If you read this book expecting to get a better understanding of the strategy of the game, this is doled out in a very small dose. If you're looking for a behind the scenes look at the secret world of big league ball players, the author has some excellent sources, many excellent stories to tell, some of them exceedingly funny. One subject that the author avoids completely however is steroid use and other performing enhancement drugs. On this topic either the author agreed to avoid it, or the firewalls players put up on this subject are impenetrable.
This book is a terrific source of insight into the game. Unfortunately it's mostly an insight into the darker side of the game, and will leave the reader with a lesser opinion of America's pastime.
2 of 2 people found the following review helpful
on May 12, 2010
When it comes to baseball, I've done it all: played, coached, announced, compiled stats, scouted, ushered, and even sold beer. On most occasions, I figured I've learned just about everything there is to the game.
Until I read "The Baseball Codes".
While not a literary masterpiece, TBC wonderfully held my attention throughout all of its 200+ pages. Every chapter had tidbits, insights, and anecdotes about the game that could only have been relayed by a skilled and enthusiastic author such as Mr. Turbow.
How many fans know that:
1) It's often the pitcher who gives signs, not the catcher.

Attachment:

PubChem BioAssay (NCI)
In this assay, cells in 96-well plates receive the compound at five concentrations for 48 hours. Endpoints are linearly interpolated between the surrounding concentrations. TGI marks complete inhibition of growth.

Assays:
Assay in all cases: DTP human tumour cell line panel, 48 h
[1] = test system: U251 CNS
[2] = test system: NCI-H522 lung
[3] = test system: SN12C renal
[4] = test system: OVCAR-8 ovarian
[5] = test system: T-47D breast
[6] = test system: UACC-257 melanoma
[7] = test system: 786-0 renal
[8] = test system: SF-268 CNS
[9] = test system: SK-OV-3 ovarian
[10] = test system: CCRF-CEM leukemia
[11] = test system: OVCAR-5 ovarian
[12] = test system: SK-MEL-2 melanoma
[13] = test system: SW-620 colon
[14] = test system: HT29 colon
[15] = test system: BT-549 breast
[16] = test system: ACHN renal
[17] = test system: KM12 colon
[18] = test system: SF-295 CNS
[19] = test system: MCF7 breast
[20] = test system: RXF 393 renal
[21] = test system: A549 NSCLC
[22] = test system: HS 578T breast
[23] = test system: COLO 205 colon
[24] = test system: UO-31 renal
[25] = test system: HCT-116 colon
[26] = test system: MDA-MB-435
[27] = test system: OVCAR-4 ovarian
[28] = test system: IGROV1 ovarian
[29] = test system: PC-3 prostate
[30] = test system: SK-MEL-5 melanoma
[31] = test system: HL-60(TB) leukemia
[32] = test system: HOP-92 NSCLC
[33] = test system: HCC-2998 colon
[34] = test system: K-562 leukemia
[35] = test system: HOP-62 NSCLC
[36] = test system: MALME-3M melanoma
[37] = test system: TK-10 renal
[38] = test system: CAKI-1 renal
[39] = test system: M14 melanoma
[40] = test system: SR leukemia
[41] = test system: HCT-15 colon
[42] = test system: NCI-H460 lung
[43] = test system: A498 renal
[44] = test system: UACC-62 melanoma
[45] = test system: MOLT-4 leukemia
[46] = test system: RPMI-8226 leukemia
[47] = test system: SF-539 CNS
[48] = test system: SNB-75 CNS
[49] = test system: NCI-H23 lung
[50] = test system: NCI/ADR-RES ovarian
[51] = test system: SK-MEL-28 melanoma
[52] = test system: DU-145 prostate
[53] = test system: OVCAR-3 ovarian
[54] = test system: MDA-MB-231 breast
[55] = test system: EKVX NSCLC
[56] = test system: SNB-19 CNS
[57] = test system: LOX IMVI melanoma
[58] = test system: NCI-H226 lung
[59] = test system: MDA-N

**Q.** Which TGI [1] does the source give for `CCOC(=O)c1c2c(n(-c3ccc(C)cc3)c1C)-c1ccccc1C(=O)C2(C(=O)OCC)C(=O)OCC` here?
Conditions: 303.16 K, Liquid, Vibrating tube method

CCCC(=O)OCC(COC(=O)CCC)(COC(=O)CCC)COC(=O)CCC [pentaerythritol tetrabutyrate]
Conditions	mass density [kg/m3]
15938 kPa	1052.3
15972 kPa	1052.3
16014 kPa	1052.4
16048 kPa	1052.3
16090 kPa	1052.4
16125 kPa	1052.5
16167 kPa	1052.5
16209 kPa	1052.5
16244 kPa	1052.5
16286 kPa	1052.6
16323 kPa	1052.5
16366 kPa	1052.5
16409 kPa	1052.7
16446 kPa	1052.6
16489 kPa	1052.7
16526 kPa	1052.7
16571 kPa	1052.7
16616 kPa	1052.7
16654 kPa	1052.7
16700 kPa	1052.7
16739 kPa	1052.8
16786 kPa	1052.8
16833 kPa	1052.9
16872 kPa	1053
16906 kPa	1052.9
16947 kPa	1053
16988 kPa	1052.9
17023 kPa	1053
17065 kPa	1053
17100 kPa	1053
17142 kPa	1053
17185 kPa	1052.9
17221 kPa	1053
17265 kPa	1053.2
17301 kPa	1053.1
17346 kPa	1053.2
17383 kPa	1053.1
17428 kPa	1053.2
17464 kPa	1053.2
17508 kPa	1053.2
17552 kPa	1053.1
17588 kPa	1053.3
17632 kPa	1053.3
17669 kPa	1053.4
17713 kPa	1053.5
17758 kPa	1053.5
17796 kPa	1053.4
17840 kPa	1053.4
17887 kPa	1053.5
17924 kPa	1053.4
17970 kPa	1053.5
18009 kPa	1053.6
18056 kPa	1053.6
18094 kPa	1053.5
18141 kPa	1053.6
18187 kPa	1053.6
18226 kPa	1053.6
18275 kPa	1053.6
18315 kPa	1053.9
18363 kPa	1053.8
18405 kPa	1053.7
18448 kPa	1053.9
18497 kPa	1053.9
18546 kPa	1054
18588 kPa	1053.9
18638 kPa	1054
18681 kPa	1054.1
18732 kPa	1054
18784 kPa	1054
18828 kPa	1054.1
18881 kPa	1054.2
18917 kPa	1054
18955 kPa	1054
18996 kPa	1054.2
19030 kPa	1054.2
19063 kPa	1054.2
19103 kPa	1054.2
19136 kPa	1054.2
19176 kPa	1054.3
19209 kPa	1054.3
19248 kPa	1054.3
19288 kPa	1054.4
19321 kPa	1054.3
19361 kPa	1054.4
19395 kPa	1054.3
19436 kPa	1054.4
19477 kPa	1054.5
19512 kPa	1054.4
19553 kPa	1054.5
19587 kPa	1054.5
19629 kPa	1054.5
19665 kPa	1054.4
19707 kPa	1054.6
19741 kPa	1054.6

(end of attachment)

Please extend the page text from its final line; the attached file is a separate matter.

2) Carlton Fisk had a career-long routine about where he sat in every team plane and bus.
3) One of baseball's brawniest players was scorned for not participating in brawls.
4) Bob Feller used WWII technology to steal signs after he came home from combat in the Pacific.
Mr. Turbow relates each of these and many, many more.
The last few pages of TBC are about Rex "Hurricane" Hudler. A hustling, free-spirited utility man, Hudler's last career at-bat makes for a perfect ending for Mr. Turbow's classic. Regardless of what happened when that last pitch came toward Hudler (I won't reveal it here), he upheld the unwritten rules have made baseball and this book so unique.
2 of 2 people found the following review helpful
The author delivers exactly what he promises...stories that relate to the many unwritten codes of major league baseball. If you're a fan of the game, you'll love this book. At times intense, the stories are also often funny, and they range from the early days of the major leagues all the way to stories from just a year ago. As my title says - this is a light read and you'll fly through it. Completely enjoyable.